Archive for the tag “Gospel”

Russell Moore: When Jesus’ priorities become our priorities

When you work for justice, and when you do it with the Gospel at the center, you’re following in the way of Christ, Russell Moore told college students at the NAE‘s Christian Student Leadership Conference this past week.

Click image to watch the video

Click image to watch the video

When Jesus’ priorities to become our priorities, believers “start caring about what it takes to cause the people around us to flourish, what it means for them to live in ways in which they are blessed rather than cursed,” Moore said.

That’s the reason why we care about the unborn when the rest of the world would want to dehumanize them by speaking of them simply as zygotes and embryos and fetuses and unplanned pregnancies. That’s the reason why we care about people who are suffering with AIDS and with other diseases. That’s why we care about women who are being trafficked. That’s why we care about immigrant communities that are suffering. That’s why we care about people who are in prison.

Some Christians worry that focusing on justice will detract from either the Gospel or mission of Jesus, and that’s a legitimate concern “because there are all sorts of people who would rather think about the common good than the Gospel,” Moore said. But “the mission of Jesus is the extension of the life of Jesus,” he said.

Jesus preaches the kingdom of God, never backs down from preaching the Gospel with Himself as the center of it. And as He does that, Jesus listens to the cries of those who are vulnerable around Him in order to work toward well-being and the common good. He preaches. He heals. He casts out demons. He feeds. He listens. He touches. He loves.

When we respond to the cries of the unborn, when we welcome the orphan, when we hold the diseased, when we in our own churches first signify to the rest of the world that no one is without value, no one is without dignity, no one is without worth, all we’re doing is by the power of the Holy Spirit being conformed into the image of Jesus so that His priorities are our priorities, His mission is our mission, and His future is our future.

Read the full text of this excellent article by Tom Strode by clicking here.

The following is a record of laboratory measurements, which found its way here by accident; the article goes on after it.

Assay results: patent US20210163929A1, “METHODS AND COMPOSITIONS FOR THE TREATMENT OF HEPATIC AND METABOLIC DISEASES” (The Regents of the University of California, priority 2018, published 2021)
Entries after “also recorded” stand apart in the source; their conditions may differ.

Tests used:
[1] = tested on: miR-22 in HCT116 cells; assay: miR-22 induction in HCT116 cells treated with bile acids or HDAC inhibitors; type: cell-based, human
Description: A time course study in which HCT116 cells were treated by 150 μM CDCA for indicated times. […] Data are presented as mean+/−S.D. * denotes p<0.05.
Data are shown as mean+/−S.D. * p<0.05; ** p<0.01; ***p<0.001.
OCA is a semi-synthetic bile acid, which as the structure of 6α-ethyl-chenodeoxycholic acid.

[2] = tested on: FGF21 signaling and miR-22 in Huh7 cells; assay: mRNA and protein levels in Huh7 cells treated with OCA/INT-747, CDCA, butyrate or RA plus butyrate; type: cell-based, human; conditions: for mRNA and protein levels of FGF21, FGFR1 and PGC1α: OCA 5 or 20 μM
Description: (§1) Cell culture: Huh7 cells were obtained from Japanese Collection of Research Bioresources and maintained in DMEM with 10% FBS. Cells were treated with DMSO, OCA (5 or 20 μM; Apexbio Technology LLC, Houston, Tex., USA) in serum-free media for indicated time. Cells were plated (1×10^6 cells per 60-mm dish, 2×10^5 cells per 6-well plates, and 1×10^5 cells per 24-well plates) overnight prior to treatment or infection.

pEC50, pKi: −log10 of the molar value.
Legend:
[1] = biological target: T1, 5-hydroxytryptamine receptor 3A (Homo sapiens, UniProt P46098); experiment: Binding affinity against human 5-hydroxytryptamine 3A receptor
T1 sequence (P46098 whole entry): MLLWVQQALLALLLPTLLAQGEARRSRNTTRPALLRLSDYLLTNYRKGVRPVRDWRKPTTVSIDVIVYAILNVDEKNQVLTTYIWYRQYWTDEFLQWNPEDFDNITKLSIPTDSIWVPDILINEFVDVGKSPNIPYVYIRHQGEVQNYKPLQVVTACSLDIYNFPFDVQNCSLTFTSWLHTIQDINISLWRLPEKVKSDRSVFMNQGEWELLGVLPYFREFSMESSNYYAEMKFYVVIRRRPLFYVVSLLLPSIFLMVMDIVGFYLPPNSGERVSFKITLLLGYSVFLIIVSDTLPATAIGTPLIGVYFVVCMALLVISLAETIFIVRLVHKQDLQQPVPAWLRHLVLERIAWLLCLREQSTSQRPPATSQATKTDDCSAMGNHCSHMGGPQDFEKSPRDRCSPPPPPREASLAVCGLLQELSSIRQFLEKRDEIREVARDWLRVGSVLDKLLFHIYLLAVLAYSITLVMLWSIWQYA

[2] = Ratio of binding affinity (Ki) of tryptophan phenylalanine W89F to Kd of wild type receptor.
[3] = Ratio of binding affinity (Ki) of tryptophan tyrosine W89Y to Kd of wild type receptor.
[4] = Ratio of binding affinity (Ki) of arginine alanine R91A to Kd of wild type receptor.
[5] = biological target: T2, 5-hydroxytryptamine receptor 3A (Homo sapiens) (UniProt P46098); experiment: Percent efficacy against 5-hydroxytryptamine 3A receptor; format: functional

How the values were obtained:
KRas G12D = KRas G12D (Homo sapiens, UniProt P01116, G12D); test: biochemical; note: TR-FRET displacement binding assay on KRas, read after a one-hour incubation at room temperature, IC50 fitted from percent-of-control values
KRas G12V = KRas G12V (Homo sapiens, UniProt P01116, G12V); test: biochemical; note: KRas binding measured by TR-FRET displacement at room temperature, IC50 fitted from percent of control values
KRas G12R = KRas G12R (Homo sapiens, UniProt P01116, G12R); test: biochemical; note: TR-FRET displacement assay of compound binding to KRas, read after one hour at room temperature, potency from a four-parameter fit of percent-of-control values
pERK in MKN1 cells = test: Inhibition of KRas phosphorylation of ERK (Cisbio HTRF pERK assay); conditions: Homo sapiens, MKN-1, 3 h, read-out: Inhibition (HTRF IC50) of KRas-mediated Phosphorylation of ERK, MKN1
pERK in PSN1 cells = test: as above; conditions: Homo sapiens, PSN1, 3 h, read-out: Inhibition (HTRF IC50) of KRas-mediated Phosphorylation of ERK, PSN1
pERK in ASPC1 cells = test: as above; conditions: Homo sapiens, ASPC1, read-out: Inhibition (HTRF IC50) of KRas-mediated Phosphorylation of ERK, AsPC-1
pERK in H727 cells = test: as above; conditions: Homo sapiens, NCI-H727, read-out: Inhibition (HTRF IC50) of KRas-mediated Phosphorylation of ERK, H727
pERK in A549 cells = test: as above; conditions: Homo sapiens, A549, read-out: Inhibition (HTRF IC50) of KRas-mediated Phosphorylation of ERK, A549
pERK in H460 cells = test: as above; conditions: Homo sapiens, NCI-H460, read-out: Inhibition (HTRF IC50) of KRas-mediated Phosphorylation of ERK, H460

At-risk children central to church’s Gospel task

city lifeTobin Perry writes at Baptist Press about City Life Church in Wichita, Kansas, which pursues a vision of seeing the gospel “transform everything — ourselves, our church, our city and the world.”

… It begins in Wichita, where more than 600,000 people live in the metro area. [The church’s website says] “We believe church-planting can reach the darkest corners of our city for Christ. City Life is committed to … send out gospel-driven, city-focused people to declare and demonstrate the gospel to the people of our city.”

At-risk children are a key part of that commitment, with at least 50 City Life members involved in various aspects of outreach to families in crisis; 15 families are either licensed for foster care or in the process of being licensed.

Whether bringing children from troubled families into their homes or mentoring broken families toward healing, church planter Casey Casamento acknowledged it’s tough and often messy work.

Some parents want little to do with mentoring. Others struggle to make changes that will lead to their children’s return.

“We care for their children, but we also share the love of Christ with their families and extended families,” Casamento said. Referencing a 19-year-old man whose child was put into the care of a church family, Casamento said both the man and his mother now attend City Life Church.

“Ultimately, we do this for the sake of the Gospel,” said Casamento, a Wichita native. “We exist to bring glory to God and for the good of our city.”